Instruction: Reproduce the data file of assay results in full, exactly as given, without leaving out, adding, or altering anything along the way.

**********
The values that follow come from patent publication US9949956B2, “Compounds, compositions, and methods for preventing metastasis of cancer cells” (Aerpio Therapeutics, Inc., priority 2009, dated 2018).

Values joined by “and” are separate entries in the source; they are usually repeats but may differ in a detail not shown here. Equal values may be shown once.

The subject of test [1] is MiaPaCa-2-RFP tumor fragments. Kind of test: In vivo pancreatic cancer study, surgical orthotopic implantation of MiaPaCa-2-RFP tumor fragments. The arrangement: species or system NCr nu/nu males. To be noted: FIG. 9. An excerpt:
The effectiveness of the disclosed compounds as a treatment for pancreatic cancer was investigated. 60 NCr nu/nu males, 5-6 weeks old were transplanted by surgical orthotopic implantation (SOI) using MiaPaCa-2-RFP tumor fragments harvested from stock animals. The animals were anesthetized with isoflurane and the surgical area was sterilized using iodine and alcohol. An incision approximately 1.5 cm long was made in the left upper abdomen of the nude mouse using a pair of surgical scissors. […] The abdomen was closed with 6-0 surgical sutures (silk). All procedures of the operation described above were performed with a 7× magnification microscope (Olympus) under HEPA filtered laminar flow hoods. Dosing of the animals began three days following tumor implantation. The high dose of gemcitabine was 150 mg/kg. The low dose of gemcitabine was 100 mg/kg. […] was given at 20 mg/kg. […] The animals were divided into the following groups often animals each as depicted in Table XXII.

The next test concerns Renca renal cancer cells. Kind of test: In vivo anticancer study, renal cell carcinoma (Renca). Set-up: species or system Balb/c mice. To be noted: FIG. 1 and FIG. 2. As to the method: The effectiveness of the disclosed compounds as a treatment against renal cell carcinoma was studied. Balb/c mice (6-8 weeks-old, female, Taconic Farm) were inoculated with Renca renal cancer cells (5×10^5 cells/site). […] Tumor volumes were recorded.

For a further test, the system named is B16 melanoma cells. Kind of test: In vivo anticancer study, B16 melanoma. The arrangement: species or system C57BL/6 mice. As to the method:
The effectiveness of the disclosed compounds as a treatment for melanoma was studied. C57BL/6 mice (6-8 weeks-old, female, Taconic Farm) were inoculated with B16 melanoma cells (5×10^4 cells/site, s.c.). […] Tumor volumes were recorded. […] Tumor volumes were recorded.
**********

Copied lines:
The values that follow come from patent publication US9949956B2, “Compounds, compositions, and methods for preventing metastasis of cancer cells” (Aerpio Therapeutics, Inc., priority 2009, dated 2018).

Values joined by “and” are separate entries in the source; they are usually repeats but may differ in a detail not shown here. Equal values may be shown once.

The subject of test [1] is MiaPaCa-2-RFP tumor fragments. Kind of test: In vivo pancreatic cancer study, surgical orthotopic implantation of MiaPaCa-2-RFP tumor fragments. The arrangement: species or system NCr nu/nu males. To be noted: FIG. 9. An excerpt:
The effectiveness of the disclosed compounds as a treatment for pancreatic cancer was investigated. 60 NCr nu/nu males, 5-6 weeks old were transplanted by surgical orthotopic implantation (SOI) using MiaPaCa-2-RFP tumor fragments harvested from stock animals. The animals were anesthetized with isoflurane and the surgical area was sterilized using iodine and alcohol. An incision approximately 1.5 cm long was made in the left upper abdomen of the nude mouse using a pair of surgical scissors. […] The abdomen was closed with 6-0 surgical sutures (silk). All procedures of the operation described above were performed with a 7× magnification microscope (Olympus) under HEPA filtered laminar flow hoods. Dosing of the animals began three days following tumor implantation. The high dose of gemcitabine was 150 mg/kg. The low dose of gemcitabine was 100 mg/kg. […] was given at 20 mg/kg. […] The animals were divided into the following groups often animals each as depicted in Table XXII.

The next test concerns Renca renal cancer cells. Kind of test: In vivo anticancer study, renal cell carcinoma (Renca). Set-up: species or system Balb/c mice. To be noted: FIG. 1 and FIG. 2. As to the method: The effectiveness of the disclosed compounds as a treatment against renal cell carcinoma was studied. Balb/c mice (6-8 weeks-old, female, Taconic Farm) were inoculated with Renca renal cancer cells (5×10^5 cells/site). […] Tumor volumes were recorded.

For a further test, the system named is B16 melanoma cells. Kind of test: In vivo anticancer study, B16 melanoma. The arrangement: species or system C57BL/6 mice. As to the method:
The effectiveness of the disclosed compounds as a treatment for melanoma was studied. C57BL/6 mice (6-8 weeks-old, female, Taconic Farm) were inoculated with B16 melanoma cells (5×10^4 cells/site, s.c.). […] Tumor volumes were recorded. […] Tumor volumes were recorded.